Kelsey Williams 1 month ago Author's comment

Correct. The higher price for gold is a reflection of the corresponding loss in purchasing power of the US dollar; which is an effect of the inflation created by the Fed.

Laurent Eliane 1 month ago Member's comment

...they must also recognize that no institution has done more to pave the road to higher gold prices than the Federal Reserve....

Are you serious? Taking the Hunt brothers who really was market maker till a collapse, is one thing.

I am sorry but you article does not go deep in the subject but just a position of "fed defend gold like other assets" is just non sense. Yes, FED balance sheet has increased with whatever bond, TB, equities, BMS etc..

May be it has increase in paper gold issue by them (FED) and sold on the market.

Sorry but you look like propaganda....and you want the others looks like conspirationists. Bring me the total of paper gold issue by the fed and the real inventory of gold they have in their vault since dollar is not anymore valued with gold.?

When gold is going higher you give credit to FED. Come on. I have been reported that rich people are loading physical gold because they know dollar is going to the wall. And you know that. You can treat gold as relic of the old age,but this is a relic that still exist through war, revolution, bankruptcies, crises....you name the others.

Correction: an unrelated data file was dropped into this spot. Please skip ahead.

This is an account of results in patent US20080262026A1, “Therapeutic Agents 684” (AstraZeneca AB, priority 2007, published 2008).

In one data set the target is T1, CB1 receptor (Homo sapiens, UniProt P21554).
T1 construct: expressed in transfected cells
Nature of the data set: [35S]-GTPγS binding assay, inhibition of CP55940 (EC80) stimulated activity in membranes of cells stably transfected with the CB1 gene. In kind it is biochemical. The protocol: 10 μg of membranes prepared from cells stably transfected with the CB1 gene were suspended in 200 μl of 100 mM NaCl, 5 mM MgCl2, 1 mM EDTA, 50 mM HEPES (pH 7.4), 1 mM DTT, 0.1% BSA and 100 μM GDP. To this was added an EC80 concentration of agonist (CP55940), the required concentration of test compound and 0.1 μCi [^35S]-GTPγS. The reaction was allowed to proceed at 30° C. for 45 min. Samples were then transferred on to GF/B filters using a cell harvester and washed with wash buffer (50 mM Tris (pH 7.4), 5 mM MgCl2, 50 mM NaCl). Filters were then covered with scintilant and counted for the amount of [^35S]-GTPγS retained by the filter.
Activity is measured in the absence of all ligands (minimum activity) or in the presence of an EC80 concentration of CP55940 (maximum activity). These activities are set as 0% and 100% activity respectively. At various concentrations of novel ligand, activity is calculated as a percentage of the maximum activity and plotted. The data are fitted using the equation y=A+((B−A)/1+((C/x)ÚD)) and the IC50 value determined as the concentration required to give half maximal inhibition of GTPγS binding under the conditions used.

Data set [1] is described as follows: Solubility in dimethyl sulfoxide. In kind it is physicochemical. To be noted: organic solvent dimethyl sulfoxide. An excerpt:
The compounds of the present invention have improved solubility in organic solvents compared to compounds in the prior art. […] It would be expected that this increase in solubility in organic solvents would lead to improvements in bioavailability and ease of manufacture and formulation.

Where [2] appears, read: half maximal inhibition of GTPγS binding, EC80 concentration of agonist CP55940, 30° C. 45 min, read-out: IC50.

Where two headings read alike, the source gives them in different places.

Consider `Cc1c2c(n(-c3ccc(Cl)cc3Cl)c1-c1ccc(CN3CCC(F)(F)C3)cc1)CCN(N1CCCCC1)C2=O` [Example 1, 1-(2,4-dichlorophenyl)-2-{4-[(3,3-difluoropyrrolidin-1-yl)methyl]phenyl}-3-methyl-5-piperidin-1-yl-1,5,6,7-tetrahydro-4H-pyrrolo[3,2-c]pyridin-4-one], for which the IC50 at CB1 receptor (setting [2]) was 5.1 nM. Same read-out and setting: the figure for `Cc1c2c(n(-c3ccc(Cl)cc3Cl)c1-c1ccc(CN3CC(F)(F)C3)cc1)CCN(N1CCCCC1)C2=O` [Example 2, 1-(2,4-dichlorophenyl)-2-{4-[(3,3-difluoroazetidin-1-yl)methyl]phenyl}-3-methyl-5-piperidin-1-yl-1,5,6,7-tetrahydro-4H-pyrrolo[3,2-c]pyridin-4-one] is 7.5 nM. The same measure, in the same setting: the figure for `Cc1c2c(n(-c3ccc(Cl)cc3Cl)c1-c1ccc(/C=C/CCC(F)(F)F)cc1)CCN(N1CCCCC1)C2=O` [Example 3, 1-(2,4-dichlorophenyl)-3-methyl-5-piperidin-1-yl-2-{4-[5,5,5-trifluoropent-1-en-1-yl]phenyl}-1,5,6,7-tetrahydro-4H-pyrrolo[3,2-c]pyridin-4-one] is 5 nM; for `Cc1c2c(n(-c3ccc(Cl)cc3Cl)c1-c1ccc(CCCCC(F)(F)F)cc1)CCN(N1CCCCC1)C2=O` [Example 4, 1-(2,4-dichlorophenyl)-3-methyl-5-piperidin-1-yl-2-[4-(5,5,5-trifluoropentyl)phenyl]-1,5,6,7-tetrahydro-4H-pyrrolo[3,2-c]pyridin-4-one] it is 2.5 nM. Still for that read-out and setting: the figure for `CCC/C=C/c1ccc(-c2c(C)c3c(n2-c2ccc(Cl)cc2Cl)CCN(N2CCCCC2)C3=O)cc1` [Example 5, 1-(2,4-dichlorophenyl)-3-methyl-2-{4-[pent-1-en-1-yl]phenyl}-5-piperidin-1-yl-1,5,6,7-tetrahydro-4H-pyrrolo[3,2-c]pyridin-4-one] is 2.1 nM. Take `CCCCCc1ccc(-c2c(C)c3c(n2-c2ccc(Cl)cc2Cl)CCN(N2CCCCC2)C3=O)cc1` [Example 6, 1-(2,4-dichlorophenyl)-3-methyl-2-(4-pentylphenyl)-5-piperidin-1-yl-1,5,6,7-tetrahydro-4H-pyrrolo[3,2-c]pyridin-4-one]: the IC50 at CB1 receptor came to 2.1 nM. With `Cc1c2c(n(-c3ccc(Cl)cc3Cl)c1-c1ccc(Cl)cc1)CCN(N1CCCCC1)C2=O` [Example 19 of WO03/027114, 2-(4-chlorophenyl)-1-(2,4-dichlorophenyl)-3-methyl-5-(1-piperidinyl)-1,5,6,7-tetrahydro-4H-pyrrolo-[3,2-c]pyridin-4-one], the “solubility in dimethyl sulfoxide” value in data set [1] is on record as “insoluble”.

A relic that survives is not a relic. It is an asset.

Thanks in advance for a more deep investigation on what you write, specially when it looks like fed is behind the soaring price of gold.

Kelsey Williams 1 month ago Author's comment

Point 1: I am not at all "defending the Fed", as you say. Nor, did I use the word "relic" in reference to gold; or say anything similar to that. The Federal Reserve has destroyed the US dollar over the past century by continually expanding the supply of money and credit. That debasement of the US dollar has led to a decline of more than ninety-eight percent in its purchasing power. That decline in purchasing power is the reason for gold's higher price over time from $20 per oz. to $1700 per ounce. Point 2: Some gold investors are way too price conscious; nay, price-dependent is a more accurately descriptive term. They seem to be constantly in need of higher prices to justify their predictions for gold. Point 3: The purpose of the article is to point out how each time higher price expectations aren't met, the price predictors trot out the price suppression argument. If they understood and accepted the argument for everything it implies, then they would already own physical gold and they wouldn't have to defend their errant price predictions. Point 4: The case for gold is not about price. It is about value. Gold's value is in its use as money and its value is constant and stable. It is the original measure of value for all other goods and services. Gold's price tells us nothing about gold. It tells us what has happened to the US dollar; nothing else.

Laurent Eliane 1 month ago Member's comment

I agree. I missunderstand you if you mean the price of gold reflect the failure of the fed, which i think will be bigger as the politician took over it. Not only in the US.

Thanks for your reply